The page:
entering into of a contract with the applicant and ICANN Board
The Draft Implementation Model includes a process to enable third parties to
object to proposed TLDs. In particular, applications will be able to be objected
to on any of the following four criteria:
• string confusion;
• existing legal rights;
• morality and public order; or
• community objection (such as the interests of religious organisations,
geographically based communities and indigenous groups).
The model suggests that disputes will be handled by independent,
internationally-recognised dispute resolution providers.
The plan is for applicants to be able What's next?
to start applying for the new top
level domain names in mid 2009. The Draft Implementation Model is to be reviewed and developed further, to
enable introduction of new gTLDs on the following timeline:
For more information please contact:
July to September 2008: Policy approved. Dispute Resolution Providers
Adrian Lawrence October 2008 to June 2009: Global Communication Campaign in relation to
the introduction of new gTLDs.
+ 61 2 8922 5204
October to December 2008: Draft Request for Proposal (which provide
applications with a step by step roadmap from
application to approval) issued.
January 2009 to March 2009: Final RFP issued.
+ 61 2 8922 5280
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The ITC Edge, July 2008
April 2009 to June 2009: Application launch. It is expected that, during
this period, applicants may start applying for
Though we can be guided by the Draft Implementation Model, much of the
detail of the actual process for introducing new gTLDs has yet to be developed.
Privacy: Lessons from recent Case
The new Case Notes provide Each year since 2002 the Privacy Commissioner has published Case Notes
guidance on compliance and how summarising complaints relating to alleged breaches of the Privacy Act 1988
to respond to complaints and (Cth) (Act). Notably, these can include interpretations of the Act in new
requests for access. circumstances, can be illustrative of systematic issues, or can illustrate how the
Commissioner will apply the law to a particular industry or subject area.
The Commissioner has issued 18 new Case Notes this year. These Notes
provide guidance for organisations on how to comply with the Act and on how
to respond to complaints and requests for access to personal information.
New Case Notes
Interesting Case Notes recently published include:
• Request for access: A private school was asked by the subject of an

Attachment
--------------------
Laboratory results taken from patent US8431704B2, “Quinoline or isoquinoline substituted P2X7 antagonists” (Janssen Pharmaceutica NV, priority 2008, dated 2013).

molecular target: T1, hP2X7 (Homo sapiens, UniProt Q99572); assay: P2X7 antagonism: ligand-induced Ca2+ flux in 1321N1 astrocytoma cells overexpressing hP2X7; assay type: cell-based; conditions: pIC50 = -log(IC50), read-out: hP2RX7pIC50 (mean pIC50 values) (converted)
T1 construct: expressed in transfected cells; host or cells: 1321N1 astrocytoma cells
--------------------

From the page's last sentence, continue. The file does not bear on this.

The Notes consider when an
organisation is entitled to investigation by the school to disclose personal information it held
withhold personal information, about them. The school refused to give the complainant access to
and give examples of improper information about other individuals because it was concerned that those
disclosures of personal other individuals might be the subject of reprisal. The Commissioner
information. found that the school was entitled to withhold that information on the
basis that the disclosure would have had an unreasonable impact on the
privacy of those other individuals.
• Improper disclosure: Following receipt of a claim from an insured,
who had been involved in a car accident, an insurance company
disclosed the insured's contact details to a third party who was involved
in the accident who subsequently contacted the insured to discuss the
claim. The insurance company acknowledged that it had inadvertently
disclosed the insured's contact details to the third party and resolved the
complaint by informing the insured that the third party would not
contact the insured again and by providing a written apology.
• Improper disclosure: The complainant's former spouse submitted an
application form to a government agency which included the
complainant's address. The agency inadvertently applied the spouse's
address to the complainant's records, which resulted in mail intended
for the complainant being sent to the spouse. The complainant and
spouse were involved in a legal proceeding relating to the information
that was disclosed. The agency acknowledged that it had interfered
with the complainant's privacy, apologised to the complainant, and
offered to pay part of the legal expenses that were incurred as a result
of the disclosure.
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Baker & McKenzie
The Notes also examine what • Giving notice when collecting information: The complainant was
information must be provided to required to provide personal information to a contractor to a
individuals when their personal government agency as a condition of entry onto premises. The
information is collected, what Commissioner agreed that the collection of the information was
steps an organisation must take integral to one of the contractor's lawful functions, but found that the
to protect information, and when contractor did not provide the individual with adequate notice of the
disclosure is permitted by law. purposes for which the information had been collected or for which it